Report highlights baby inequalities as charities call on Government to act to avoid a “Post-COVID19 lottery”
An online survey of 5,474 expectant mothers, new parents and parents of toddlers undertaken during the pandemic, reveals that almost seven in 10 found their ability to cope with their pregnancy or baby had been impacted as a result of COVID-19.
Only one third expressed confidence in being able to access mental health support if required.
Nearly seven in 10 felt the changes brought about by COVID-19 were affecting their unborn baby, baby or young child (with an increase in crying, tantrums and becoming more clingy). This was felt most sharply amongst parents under 25 years old and those on the lowest incomes.
Best Beginnings, Home-Start UK and Parent-Infant Foundation urge the Government to provide a ‘Baby Boost’ (£55m) to enable local services to better support families who have had a baby during the lockdown and to introduce a new ‘Parent-Infant Premium’ (£1,000 per baby in disadvantaged families) for local commissioners working to tackle early inequalities.
Without decisive action, they warn, the ‘post-COVID-19 lottery’ will worsen pre existing inequalities in the UK.
The results highlight a range of issues facing parents surveyed, revealing the devastating impact on babies as well as their parents, from increased mental health concerns and difficult birthing experiences, to dads and other co-parents being excluded from the pregnancy journey and digital health appointments reported as leaving some women feeling exposed and humiliated. The ramifications of the lockdown have been detrimental, and could cast a long shadow going forward for parents and babies alike.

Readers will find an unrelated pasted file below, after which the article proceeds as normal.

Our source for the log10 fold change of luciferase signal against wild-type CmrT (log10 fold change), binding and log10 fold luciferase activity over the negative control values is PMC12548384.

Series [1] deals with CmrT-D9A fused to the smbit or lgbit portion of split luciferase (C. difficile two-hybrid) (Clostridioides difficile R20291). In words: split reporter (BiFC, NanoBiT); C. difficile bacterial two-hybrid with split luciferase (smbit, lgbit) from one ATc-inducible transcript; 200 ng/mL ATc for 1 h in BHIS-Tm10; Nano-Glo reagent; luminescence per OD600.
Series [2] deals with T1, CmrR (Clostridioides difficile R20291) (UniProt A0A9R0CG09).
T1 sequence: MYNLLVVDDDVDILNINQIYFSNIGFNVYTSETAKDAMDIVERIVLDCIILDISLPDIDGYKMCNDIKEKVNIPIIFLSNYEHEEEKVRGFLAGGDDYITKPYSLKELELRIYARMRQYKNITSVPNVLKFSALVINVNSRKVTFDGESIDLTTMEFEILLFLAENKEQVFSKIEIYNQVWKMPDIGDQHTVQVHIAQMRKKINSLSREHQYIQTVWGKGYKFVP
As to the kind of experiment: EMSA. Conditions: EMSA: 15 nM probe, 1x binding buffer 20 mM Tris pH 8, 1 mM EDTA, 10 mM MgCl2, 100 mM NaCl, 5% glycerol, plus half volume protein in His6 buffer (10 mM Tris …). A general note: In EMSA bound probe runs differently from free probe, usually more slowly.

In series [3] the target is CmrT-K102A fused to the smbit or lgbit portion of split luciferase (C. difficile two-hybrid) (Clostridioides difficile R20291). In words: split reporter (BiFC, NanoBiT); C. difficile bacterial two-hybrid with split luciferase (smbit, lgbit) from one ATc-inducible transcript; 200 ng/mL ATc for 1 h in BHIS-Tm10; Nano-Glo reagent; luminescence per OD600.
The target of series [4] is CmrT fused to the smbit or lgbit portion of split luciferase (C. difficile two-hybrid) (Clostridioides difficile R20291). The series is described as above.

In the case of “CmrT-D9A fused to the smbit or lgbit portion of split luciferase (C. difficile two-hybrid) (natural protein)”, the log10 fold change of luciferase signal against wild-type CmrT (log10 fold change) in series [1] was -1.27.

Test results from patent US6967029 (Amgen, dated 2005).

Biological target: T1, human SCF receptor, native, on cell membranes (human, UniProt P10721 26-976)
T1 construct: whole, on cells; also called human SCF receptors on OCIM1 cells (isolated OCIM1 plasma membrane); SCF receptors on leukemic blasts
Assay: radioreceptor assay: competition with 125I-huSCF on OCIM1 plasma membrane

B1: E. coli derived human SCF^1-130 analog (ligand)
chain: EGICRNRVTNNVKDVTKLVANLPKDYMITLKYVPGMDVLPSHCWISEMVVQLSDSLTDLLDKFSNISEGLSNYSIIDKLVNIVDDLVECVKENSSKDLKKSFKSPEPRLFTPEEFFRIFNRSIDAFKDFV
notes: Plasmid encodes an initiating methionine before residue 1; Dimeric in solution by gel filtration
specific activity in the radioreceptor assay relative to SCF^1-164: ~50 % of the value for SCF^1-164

Evidence shows that the first 1,001 days of a child’s life, from pregnancy to age two lay the foundations for a happy and healthy life. The support and wellbeing of babies during this time is strongly linked to better outcomes later in life, including educational achievement, progress at work, physical and mental health. Around 2,000 babies are born in the UK every day which means that over 200,000 babies were born between 23rd March and 4th July – the most intense period of lockdown.
The pandemic is not affecting all communities equally. Recent research published in the British Medical Journal in late May found that pregnant black women were eight times more likely to be admitted to hospital with coronavirus than pregnant white women, with pregnant Asian women four times more likely.
The charity’s survey also highlighted inequalities between respondents of different ethnicities. Their findings revealed that different communities were not enabled to access services and support equally, with black and black British respondents being less likely to visit their GP, use websites or online forums/support groups.
“Lockdown has been so stressful, especially early on when we couldn’t even go out for fresh air. My daughter picked up on how I was feeling – she became very clingy in a way she’d never been before, I couldn’t even shower properly because she got so upset. Before lockdown she was fine – now I feel she could sense what was going on and it even made her feel depressed,” stated Fim, 35, who lives in London with her two year old.